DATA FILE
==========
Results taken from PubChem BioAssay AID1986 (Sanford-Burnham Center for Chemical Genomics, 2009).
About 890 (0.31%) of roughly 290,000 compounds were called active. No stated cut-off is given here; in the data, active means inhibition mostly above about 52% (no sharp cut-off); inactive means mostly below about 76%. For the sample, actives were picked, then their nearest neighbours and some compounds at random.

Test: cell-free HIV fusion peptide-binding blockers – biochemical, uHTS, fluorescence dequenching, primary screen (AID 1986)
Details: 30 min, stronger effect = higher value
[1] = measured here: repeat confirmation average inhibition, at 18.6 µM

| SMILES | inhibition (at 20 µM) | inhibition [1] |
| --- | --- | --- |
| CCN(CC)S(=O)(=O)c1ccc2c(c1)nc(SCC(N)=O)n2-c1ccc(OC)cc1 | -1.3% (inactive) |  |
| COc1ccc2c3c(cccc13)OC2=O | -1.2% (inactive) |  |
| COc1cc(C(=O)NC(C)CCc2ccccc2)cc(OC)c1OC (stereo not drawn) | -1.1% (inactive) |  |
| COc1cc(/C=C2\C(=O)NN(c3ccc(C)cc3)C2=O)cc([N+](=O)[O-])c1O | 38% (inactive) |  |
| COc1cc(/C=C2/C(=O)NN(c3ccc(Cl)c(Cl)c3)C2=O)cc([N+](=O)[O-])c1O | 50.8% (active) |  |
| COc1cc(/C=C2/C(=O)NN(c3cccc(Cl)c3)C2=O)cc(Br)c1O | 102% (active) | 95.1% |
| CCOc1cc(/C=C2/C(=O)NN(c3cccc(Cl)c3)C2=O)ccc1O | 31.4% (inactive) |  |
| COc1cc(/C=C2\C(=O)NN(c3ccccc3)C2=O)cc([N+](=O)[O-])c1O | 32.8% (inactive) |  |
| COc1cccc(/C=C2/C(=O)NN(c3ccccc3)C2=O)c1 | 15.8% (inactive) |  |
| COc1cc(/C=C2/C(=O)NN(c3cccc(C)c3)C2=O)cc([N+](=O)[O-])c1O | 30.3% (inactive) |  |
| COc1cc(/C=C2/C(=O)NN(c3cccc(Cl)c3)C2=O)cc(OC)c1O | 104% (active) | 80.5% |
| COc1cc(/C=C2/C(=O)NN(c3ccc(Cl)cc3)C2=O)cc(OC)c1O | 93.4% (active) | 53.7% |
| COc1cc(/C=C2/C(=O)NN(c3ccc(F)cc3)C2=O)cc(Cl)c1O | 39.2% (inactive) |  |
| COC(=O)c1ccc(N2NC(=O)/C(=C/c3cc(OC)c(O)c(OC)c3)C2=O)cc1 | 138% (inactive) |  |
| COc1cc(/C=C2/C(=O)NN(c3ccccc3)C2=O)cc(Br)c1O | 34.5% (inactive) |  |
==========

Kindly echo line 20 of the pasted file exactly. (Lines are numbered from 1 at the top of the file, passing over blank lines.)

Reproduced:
| COc1cc(/C=C2/C(=O)NN(c3ccc(F)cc3)C2=O)cc(Cl)c1O | 39.2% (inactive) |  |